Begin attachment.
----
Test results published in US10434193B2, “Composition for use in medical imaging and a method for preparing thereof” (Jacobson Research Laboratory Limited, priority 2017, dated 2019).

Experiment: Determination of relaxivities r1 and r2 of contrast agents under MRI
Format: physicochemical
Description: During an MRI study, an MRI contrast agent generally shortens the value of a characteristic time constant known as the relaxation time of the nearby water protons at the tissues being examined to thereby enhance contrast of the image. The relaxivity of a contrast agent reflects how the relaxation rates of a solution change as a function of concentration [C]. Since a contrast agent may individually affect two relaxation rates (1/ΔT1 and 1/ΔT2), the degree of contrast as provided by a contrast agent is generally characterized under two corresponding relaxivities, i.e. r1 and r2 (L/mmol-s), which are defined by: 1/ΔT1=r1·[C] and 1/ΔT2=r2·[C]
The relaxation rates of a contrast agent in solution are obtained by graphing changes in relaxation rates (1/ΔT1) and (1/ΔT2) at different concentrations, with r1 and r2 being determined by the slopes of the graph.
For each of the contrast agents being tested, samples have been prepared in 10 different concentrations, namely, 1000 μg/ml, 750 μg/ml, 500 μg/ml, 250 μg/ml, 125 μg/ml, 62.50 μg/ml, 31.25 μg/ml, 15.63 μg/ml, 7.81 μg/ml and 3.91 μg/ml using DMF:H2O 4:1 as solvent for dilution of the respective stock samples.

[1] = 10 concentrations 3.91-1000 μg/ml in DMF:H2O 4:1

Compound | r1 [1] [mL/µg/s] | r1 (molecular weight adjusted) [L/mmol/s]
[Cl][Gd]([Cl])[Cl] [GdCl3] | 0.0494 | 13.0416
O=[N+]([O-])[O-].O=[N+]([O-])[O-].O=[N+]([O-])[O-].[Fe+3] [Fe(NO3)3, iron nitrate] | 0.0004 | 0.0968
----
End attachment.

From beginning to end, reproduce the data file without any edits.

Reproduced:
Test results published in US10434193B2, “Composition for use in medical imaging and a method for preparing thereof” (Jacobson Research Laboratory Limited, priority 2017, dated 2019).

Experiment: Determination of relaxivities r1 and r2 of contrast agents under MRI
Format: physicochemical
Description: During an MRI study, an MRI contrast agent generally shortens the value of a characteristic time constant known as the relaxation time of the nearby water protons at the tissues being examined to thereby enhance contrast of the image. The relaxivity of a contrast agent reflects how the relaxation rates of a solution change as a function of concentration [C]. Since a contrast agent may individually affect two relaxation rates (1/ΔT1 and 1/ΔT2), the degree of contrast as provided by a contrast agent is generally characterized under two corresponding relaxivities, i.e. r1 and r2 (L/mmol-s), which are defined by: 1/ΔT1=r1·[C] and 1/ΔT2=r2·[C]
The relaxation rates of a contrast agent in solution are obtained by graphing changes in relaxation rates (1/ΔT1) and (1/ΔT2) at different concentrations, with r1 and r2 being determined by the slopes of the graph.
For each of the contrast agents being tested, samples have been prepared in 10 different concentrations, namely, 1000 μg/ml, 750 μg/ml, 500 μg/ml, 250 μg/ml, 125 μg/ml, 62.50 μg/ml, 31.25 μg/ml, 15.63 μg/ml, 7.81 μg/ml and 3.91 μg/ml using DMF:H2O 4:1 as solvent for dilution of the respective stock samples.

[1] = 10 concentrations 3.91-1000 μg/ml in DMF:H2O 4:1

Compound | r1 [1] [mL/µg/s] | r1 (molecular weight adjusted) [L/mmol/s]
[Cl][Gd]([Cl])[Cl] [GdCl3] | 0.0494 | 13.0416
O=[N+]([O-])[O-].O=[N+]([O-])[O-].O=[N+]([O-])[O-].[Fe+3] [Fe(NO3)3, iron nitrate] | 0.0004 | 0.0968